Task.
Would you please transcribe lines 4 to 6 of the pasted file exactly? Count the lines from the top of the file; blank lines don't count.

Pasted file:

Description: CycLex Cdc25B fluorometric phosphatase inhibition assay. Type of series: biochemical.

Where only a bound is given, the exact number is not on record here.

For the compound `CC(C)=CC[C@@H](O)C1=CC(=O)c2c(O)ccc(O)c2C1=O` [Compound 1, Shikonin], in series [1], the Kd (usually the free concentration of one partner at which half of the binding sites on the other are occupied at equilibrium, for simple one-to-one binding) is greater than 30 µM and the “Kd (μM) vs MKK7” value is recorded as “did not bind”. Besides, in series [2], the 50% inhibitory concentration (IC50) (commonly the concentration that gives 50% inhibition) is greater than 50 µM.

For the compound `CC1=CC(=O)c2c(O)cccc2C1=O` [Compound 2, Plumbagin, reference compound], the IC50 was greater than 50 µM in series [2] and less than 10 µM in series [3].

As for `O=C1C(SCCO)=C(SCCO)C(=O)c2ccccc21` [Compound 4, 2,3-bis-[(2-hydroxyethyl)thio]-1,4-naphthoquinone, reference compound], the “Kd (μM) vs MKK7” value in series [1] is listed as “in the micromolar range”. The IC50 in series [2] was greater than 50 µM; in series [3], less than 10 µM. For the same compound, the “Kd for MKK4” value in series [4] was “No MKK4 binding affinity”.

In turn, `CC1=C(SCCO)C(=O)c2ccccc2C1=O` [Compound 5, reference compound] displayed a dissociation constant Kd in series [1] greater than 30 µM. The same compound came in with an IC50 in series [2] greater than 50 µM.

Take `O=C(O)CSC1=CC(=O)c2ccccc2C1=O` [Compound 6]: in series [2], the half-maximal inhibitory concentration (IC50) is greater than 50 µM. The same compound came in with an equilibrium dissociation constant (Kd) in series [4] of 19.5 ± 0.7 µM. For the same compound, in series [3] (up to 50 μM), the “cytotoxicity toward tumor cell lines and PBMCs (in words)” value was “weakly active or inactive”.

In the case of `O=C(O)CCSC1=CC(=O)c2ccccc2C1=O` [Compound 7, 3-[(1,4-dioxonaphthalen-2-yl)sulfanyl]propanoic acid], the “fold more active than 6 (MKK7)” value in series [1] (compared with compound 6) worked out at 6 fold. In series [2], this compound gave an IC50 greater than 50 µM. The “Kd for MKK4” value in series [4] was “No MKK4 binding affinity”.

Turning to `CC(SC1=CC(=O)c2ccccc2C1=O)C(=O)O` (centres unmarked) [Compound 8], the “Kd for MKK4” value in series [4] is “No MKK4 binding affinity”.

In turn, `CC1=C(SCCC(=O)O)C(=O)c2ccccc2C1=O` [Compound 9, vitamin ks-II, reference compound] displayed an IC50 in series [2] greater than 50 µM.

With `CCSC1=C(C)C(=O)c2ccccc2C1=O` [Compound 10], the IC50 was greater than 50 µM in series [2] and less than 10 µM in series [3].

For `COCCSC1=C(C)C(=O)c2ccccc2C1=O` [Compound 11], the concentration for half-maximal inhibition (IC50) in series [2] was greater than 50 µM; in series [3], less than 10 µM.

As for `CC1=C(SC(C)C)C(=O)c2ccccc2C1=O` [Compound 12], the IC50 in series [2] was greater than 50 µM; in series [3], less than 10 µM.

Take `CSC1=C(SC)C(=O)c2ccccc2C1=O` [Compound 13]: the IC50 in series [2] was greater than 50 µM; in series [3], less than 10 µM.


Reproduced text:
For the compound `CC1=CC(=O)c2c(O)cccc2C1=O` [Compound 2, Plumbagin, reference compound], the IC50 was greater than 50 µM in series [2] and less than 10 µM in series [3].

As for `O=C1C(SCCO)=C(SCCO)C(=O)c2ccccc21` [Compound 4, 2,3-bis-[(2-hydroxyethyl)thio]-1,4-naphthoquinone, reference compound], the “Kd (μM) vs MKK7” value in series [1] is listed as “in the micromolar range”. The IC50 in series [2] was greater than 50 µM; in series [3], less than 10 µM. For the same compound, the “Kd for MKK4” value in series [4] was “No MKK4 binding affinity”.

In turn, `CC1=C(SCCO)C(=O)c2ccccc2C1=O` [Compound 5, reference compound] displayed a dissociation constant Kd in series [1] greater than 30 µM. The same compound came in with an IC50 in series [2] greater than 50 µM.